The patient was rushed to the hospital, less than a quarter-mile from her home, with a neck injury and a puncture wound to her abdomen.
Unable to communicate, she was quickly anesthetized so the scope of her injuries could be determined. Exploratory surgery revealed no intestinal damage and the deep wound was flushed and cleaned. X-rays identified a slight neck fracture, which was immobilized by an improvised splint, because there was nothing standard to fit her tiny neck. She was given antibiotics and painkillers, and was fed through an intravenous tube until she could eat on her own.
Most of the world’s scavengers don’t get this level of care, but the African white-backed vulture and other animals at the Dallas Zoo have access to four full-time veterinarians, a top-flight hospital, and more than a dozen other professionals who provide care and nutrition.
The $3.75 million A.H. Meadows Animal Health Care Facility sits behind the elephant and gorilla habitats in the Wilds of Africa. The hospital, as well as other areas of the Zoo that involve animals and zookeepers, are overseen by Lynn Kramer, D.V.M., vice president of animal operations and welfare. A veterinarian, Kramer follows the progress of animals treated by the hospital staff and consults on special cases.
“This hospital is one of the best,” Kramer said. “It ranks in the top 10 percent of zoo hospitals around the country – and I’ve seen most of them.”
Day-to-day care is led by Christopher J. Bonar, V.M.D., Dipl. A.C.Z.M., director of animal health, who came to the Dallas Zoo and Children’s Aquarium at Fair Park in January 2013. Bonar is involved in all aspects of clinical medicine, surgery, diagnostic imaging, pathology and nutrition, as well as reviews of preventive medicine, quarantine, and anesthesia protocols. He oversees three full-time veterinarians as well as vet technicians, hospital keepers, a hospital record administrator, a certified nutritionist, and the Animal Nutrition Center and nutrition team. And he’s responsible for developing research and publication goals for the department.
Bonar was planning to become a doctor when he attended Harvard University for his undergraduate and master’s degrees in biology, and expected to support his love of zoos and aquariums through philanthropy. But with his father’s encouragement, Bonar followed his passion, graduated from the University of Pennsylvania’s School of Veterinary Medicine, and became part of a select group of zoo veterinarians who have earned board certification from the American College of Zoological Medicine. He works with Jan Raines, D.V.M., and Maren Connolly, D.V.M., to care for more than 2,100 animals (not including invertebrates).
The team makes it a point to keep their calendars clear for a portion of every day to accommodate emergencies, and someone is on duty or on call 24 hours each day. Most of their time is filled with well-patient care: administering tuberculosis tests, performing chest X-rays, updating vaccines, and conducting dental and ophthalmic exams.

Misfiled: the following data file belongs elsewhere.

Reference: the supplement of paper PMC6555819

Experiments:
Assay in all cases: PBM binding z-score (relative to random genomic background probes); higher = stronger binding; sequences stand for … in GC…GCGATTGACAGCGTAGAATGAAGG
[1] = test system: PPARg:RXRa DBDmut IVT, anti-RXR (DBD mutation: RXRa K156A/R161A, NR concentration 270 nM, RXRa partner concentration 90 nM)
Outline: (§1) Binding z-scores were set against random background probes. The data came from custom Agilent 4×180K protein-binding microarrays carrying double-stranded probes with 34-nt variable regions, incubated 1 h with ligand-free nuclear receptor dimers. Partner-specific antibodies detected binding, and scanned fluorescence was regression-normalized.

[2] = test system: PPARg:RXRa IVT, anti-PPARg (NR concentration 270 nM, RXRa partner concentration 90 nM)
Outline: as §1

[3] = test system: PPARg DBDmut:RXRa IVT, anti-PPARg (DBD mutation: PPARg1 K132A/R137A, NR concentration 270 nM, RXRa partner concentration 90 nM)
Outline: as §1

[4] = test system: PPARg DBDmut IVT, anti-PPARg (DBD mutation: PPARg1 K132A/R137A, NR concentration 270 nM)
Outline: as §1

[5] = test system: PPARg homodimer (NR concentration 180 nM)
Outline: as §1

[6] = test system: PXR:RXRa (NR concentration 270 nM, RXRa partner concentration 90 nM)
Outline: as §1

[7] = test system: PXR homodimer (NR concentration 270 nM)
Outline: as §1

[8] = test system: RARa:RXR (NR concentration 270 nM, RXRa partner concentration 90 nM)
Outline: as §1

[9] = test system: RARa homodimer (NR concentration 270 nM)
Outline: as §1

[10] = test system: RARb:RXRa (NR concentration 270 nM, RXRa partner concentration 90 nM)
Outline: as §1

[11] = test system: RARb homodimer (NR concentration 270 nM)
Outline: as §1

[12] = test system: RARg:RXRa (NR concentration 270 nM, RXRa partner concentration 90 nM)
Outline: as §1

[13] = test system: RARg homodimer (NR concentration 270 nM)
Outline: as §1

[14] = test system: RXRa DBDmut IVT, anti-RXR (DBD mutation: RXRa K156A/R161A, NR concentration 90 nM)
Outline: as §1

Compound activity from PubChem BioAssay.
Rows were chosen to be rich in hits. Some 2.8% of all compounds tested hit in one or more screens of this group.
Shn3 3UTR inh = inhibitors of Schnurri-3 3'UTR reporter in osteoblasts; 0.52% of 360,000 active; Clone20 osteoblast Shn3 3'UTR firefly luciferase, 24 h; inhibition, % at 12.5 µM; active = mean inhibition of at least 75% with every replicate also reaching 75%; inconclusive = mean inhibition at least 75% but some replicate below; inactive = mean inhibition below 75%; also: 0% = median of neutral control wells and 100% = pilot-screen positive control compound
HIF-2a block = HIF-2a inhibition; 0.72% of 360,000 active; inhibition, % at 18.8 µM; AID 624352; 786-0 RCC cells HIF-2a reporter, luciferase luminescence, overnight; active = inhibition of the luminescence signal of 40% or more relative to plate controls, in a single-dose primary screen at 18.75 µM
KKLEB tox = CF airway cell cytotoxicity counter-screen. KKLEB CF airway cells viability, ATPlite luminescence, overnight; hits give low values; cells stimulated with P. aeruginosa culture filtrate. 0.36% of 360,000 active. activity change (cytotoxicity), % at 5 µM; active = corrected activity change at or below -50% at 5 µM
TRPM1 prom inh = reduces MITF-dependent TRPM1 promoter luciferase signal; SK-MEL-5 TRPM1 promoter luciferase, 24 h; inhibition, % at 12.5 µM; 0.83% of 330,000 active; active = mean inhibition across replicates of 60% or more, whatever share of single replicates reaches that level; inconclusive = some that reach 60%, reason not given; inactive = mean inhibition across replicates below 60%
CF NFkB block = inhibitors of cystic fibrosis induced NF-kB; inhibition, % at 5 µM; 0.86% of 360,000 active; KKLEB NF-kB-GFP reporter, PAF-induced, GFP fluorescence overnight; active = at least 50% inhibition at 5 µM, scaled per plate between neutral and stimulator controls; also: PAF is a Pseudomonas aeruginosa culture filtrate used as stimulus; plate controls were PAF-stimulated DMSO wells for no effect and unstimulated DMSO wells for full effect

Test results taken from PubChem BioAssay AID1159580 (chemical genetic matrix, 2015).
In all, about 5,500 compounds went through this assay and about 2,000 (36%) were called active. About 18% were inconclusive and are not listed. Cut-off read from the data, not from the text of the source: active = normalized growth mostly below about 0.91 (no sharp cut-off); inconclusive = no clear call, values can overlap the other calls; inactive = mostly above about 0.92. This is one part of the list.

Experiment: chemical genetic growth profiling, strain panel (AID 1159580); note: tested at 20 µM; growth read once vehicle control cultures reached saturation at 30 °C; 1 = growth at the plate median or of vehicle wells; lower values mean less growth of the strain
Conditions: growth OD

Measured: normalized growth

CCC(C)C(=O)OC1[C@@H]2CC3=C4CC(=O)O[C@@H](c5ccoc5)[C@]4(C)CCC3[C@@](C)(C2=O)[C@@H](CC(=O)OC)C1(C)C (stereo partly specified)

Incoming animals, which are quarantined for 30 to 45 days, get physicals and X-rays, and are checked for parasites and viruses. Vets also examine outgoing animals to ensure that they are free of contagious diseases before they leave Dallas.
The veterinarians talk with curators and zookeepers about any unusual animal behavior that may warrant further investigation. For example, if an animal has started limping or is lame, vets may prescribe an anti-inflammatory drug (for minor cases) or may immobilize an animal to treat more serious issues.
Recently, the Dallas Zoo team monitored the health of an Aldabra tortoise for almost a year, because it wasn’t eating as much as it had in the past. Keepers and vets couldn’t find an obvious problem, and its large shell and the arrangement of tortoises’ internal organs made ultrasounds, x-rays, and laparoscopic tests ineffective. So the tortoise was taken for a CT scan. Tests revealed a tongue lesion that was repaired with a laser supplied by another veterinary specialist. The tortoise is now eating well.
“Here’s an animal that was 15 years old, but has a very long, long life ahead of him,” Bonar said, referring to the 150-year life span of Aldabra tortoises.
In another instance, the carnivore keepers at Giants of the Savanna noticed that Bonde cheetah wasn’t eating as usual, and they were concerned that he had ingested a foreign object. Raines studied blood and fecal samples and examined the cheetah with an endoscope. When Bonde hadn’t eaten 48 hours later, she administered a barium radiograph and identified an intestinal adhesion, which would have been fatal if not treated. Raines removed the problem, and the cheetah was up and running days later.
The health care and well-being of animals at the Dallas Zoo and the Children’s Aquarium are the primary focus of everyone associated with the A.H. Meadows Animal Health Care Facility, the ANC, and an entire team of zookeepers, staff, volunteers, and supporters. It’s likely that Aldabra tortoise will outlive all of us – and that’s the goal of this team.